How to Build Brand Engagement – Part 1

What Is Brand Engagement?

To build a brand successfully, you need to build brand engagement. You need to give consumers a reason to want to take time out of their busy days to engage with your brand. Ultimately, you want them to engage with your brand again and again — and tell their friends and family to engage with your brand, too. That means you have to answer to key questions before you can build your brand: what do consumers want that my brand can deliver which will jump start engagement and how can I motivate consumers to engage with my brand?

build brand engagementIn my new series for the AYTM blog, How to Build Brand Engagement, you’ll learn how to build brand engagement, but first, you need to fully understand what brand engagement is. To clear up confusion around the term “brand engagement,” let’s first take a look at the definition of engage.

According to the Collins English Dictionary, engage means:

  • To involve (a person or his attention) intensely; engross; occupy
  • To draw (somebody) into conversation
  • To take part; participate
  • To promise (to do something)

All of the above definitions of engage can be applied to the concept of brand engagement where your goal is focused on four main areas related to overall brand-building:

  • Perception: Involve consumers and their attention intensely with your brand so it occupies their time and a place in their minds.
  • Communication: Draw consumers into a two-way (or more) conversation related directly or indirectly to your brand.
  • Experience: Motivate consumers to be part of or participate in brand experiences.
  • Promise: Reinforce the brand promise to consumers.

Brand engagement is the process of providing branded communications and experiences that add value to consumers’ lives and foster relationships between brands and consumers. In other words, every consumer touch point with the brand should reaffirm the brand promise and whenever possible, open the doors to establish a long-term relationship that extends beyond a single purchase.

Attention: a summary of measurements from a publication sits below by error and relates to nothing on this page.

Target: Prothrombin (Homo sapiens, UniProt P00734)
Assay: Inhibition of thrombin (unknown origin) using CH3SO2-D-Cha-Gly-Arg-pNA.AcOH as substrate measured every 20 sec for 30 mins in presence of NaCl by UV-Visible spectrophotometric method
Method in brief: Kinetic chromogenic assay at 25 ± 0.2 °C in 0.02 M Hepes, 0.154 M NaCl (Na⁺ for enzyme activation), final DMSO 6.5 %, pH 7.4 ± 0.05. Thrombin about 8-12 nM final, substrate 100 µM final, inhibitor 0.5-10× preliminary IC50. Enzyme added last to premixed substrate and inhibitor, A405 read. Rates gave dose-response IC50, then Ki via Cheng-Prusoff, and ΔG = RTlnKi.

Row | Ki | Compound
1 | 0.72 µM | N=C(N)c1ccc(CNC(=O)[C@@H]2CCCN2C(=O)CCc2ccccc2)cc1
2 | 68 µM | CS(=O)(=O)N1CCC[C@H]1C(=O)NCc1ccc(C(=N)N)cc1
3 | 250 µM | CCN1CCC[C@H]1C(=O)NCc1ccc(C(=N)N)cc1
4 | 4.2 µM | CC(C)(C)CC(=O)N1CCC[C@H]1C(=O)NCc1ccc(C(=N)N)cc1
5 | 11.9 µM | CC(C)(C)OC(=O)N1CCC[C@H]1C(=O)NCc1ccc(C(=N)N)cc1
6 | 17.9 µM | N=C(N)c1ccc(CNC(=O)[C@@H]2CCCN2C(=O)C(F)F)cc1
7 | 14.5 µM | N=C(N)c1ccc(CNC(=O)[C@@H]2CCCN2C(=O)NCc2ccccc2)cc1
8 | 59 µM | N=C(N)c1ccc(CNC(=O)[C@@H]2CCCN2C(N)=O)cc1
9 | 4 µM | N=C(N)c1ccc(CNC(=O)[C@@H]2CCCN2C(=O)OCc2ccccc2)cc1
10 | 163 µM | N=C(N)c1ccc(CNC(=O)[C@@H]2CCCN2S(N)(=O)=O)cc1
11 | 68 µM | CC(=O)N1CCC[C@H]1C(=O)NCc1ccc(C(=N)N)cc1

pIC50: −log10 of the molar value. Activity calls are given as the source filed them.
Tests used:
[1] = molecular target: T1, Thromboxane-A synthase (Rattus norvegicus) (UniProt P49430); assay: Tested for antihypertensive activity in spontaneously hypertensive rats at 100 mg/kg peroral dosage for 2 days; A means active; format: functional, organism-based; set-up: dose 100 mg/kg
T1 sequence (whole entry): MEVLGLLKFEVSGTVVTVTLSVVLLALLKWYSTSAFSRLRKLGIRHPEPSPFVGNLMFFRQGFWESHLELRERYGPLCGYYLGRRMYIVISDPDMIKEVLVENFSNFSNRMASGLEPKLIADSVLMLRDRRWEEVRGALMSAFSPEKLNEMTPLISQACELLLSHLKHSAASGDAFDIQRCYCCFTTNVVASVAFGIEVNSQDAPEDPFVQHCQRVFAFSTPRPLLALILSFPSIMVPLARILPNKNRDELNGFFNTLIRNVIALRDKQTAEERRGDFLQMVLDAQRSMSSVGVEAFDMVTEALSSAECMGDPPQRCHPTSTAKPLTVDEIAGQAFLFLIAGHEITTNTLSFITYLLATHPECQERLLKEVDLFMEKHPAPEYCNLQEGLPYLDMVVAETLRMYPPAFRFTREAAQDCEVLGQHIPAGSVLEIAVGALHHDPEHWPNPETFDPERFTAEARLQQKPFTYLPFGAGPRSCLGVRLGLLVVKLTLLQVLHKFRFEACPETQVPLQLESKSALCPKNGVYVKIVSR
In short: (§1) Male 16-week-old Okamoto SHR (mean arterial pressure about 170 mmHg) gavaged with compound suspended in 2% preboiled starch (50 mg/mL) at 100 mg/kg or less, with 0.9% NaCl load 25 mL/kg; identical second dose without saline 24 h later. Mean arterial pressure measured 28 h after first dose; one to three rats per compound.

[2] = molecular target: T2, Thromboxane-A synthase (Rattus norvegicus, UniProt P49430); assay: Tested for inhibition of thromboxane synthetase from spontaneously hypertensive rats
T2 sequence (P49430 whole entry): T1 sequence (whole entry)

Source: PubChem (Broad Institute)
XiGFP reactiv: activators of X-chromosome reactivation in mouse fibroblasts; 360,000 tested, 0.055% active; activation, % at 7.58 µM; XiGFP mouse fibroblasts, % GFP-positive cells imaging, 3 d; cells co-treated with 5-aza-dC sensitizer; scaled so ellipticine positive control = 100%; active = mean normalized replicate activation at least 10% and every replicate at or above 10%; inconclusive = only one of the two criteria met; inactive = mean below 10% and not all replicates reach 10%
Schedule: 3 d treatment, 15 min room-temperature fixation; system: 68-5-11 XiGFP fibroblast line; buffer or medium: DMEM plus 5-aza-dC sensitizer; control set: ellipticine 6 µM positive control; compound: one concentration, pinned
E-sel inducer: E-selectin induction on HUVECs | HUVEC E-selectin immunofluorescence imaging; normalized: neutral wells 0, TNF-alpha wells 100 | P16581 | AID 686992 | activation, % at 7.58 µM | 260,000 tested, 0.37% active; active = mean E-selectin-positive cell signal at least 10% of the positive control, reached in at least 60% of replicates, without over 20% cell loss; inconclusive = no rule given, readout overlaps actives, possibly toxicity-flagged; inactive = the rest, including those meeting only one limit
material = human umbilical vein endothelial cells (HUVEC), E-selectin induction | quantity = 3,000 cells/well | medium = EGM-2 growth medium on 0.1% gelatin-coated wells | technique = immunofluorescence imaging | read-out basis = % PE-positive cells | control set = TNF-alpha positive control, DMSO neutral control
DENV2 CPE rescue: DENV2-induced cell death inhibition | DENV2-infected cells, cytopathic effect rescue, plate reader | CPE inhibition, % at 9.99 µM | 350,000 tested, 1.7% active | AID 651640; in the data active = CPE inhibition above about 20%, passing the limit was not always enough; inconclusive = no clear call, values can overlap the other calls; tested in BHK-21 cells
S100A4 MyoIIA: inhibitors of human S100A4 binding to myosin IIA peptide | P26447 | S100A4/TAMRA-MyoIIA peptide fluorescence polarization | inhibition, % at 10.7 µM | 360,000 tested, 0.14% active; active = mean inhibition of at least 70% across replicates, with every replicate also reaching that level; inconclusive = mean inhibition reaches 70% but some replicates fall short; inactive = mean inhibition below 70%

Consumers interact with brands similarly to how they interact with other people. Just as a person is unlikely to engage with a stranger standing next to them who offers no “opening” to strike up a conversation and doesn’t add value to the experience of being in the same place at the same time, they’re unlikely to engage with brands that don’t open the doors to conversation and add value to experiences that provide an opportunity for engagement. In simplest terms, don’t be stand-offish. Instead, welcome conversation but be prepared to do the heavy lifting to get the conversation started and keep it going. If you don’t continually offer interesting content that adds value, your relationships with consumers will be short-lived.

That’s not to say that your sales is destined for failure if your brand engagement efforts are lackluster. However, brands that learn how to engage customers are far better positioned for long-term success. That’s because brand engagement leads to loyalty and word-of-mouth marketing that money can’t buy thanks to the global reach of social media.

Keep in mind, brand engagement doesn’t just apply to consumers and external audiences. Internal brand engagement is equally important for brand building. If your employees don’t believe in your brand and aren’t motivated to engage with it, then why should consumers? Internal brand building and generating employee brand engagement at every level should be ongoing and consistent.

Stay tuned for Part 2 of the How to Build Brand Engagement series to learn specific steps for building brand engagement.

Image: Ivan Prole

ABOUT THE AUTHOR: Susan Gunelius
Susan Gunelius, MBA is a 25-year marketing and branding expert and President and CEO of KeySplash Creative, Inc., a marketing communications company. She is the author of 10 books about marketing, branding and social media, and her marketing-related articles appear on top media websites such as Entrepreneur.com and Forbes.com. She is also the Founder and Editor in Chief of WomenOnBusiness.com, an award-winning blog for business women.